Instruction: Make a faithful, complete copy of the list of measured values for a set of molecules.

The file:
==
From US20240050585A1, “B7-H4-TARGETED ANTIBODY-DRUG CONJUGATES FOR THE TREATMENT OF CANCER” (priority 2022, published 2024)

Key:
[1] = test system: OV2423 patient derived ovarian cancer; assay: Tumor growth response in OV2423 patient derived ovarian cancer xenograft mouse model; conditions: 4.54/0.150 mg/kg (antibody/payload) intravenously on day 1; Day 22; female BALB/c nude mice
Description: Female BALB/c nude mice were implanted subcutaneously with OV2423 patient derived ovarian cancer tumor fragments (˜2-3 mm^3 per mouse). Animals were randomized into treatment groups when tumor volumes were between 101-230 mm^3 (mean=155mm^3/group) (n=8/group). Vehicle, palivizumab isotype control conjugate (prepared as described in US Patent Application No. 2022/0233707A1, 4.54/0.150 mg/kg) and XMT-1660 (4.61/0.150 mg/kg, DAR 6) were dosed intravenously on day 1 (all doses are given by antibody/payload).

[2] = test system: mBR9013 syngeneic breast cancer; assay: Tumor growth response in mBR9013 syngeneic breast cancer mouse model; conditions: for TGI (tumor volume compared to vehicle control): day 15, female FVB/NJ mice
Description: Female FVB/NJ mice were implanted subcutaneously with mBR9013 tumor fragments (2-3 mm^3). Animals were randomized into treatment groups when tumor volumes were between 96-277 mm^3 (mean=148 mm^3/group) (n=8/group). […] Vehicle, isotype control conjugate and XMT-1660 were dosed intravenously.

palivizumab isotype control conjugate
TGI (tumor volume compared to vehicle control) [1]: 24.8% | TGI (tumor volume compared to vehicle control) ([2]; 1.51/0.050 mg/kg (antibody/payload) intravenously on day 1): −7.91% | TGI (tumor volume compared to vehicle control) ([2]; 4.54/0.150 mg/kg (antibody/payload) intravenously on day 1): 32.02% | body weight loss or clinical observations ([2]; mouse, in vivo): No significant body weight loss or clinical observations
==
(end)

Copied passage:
From US20240050585A1, “B7-H4-TARGETED ANTIBODY-DRUG CONJUGATES FOR THE TREATMENT OF CANCER” (priority 2022, published 2024)

Key:
[1] = test system: OV2423 patient derived ovarian cancer; assay: Tumor growth response in OV2423 patient derived ovarian cancer xenograft mouse model; conditions: 4.54/0.150 mg/kg (antibody/payload) intravenously on day 1; Day 22; female BALB/c nude mice
Description: Female BALB/c nude mice were implanted subcutaneously with OV2423 patient derived ovarian cancer tumor fragments (˜2-3 mm^3 per mouse). Animals were randomized into treatment groups when tumor volumes were between 101-230 mm^3 (mean=155mm^3/group) (n=8/group). Vehicle, palivizumab isotype control conjugate (prepared as described in US Patent Application No. 2022/0233707A1, 4.54/0.150 mg/kg) and XMT-1660 (4.61/0.150 mg/kg, DAR 6) were dosed intravenously on day 1 (all doses are given by antibody/payload).

[2] = test system: mBR9013 syngeneic breast cancer; assay: Tumor growth response in mBR9013 syngeneic breast cancer mouse model; conditions: for TGI (tumor volume compared to vehicle control): day 15, female FVB/NJ mice
Description: Female FVB/NJ mice were implanted subcutaneously with mBR9013 tumor fragments (2-3 mm^3). Animals were randomized into treatment groups when tumor volumes were between 96-277 mm^3 (mean=148 mm^3/group) (n=8/group). […] Vehicle, isotype control conjugate and XMT-1660 were dosed intravenously.

palivizumab isotype control conjugate
TGI (tumor volume compared to vehicle control) [1]: 24.8% | TGI (tumor volume compared to vehicle control) ([2]; 1.51/0.050 mg/kg (antibody/payload) intravenously on day 1): −7.91% | TGI (tumor volume compared to vehicle control) ([2]; 4.54/0.150 mg/kg (antibody/payload) intravenously on day 1): 32.02% | body weight loss or clinical observations ([2]; mouse, in vivo): No significant body weight loss or clinical observations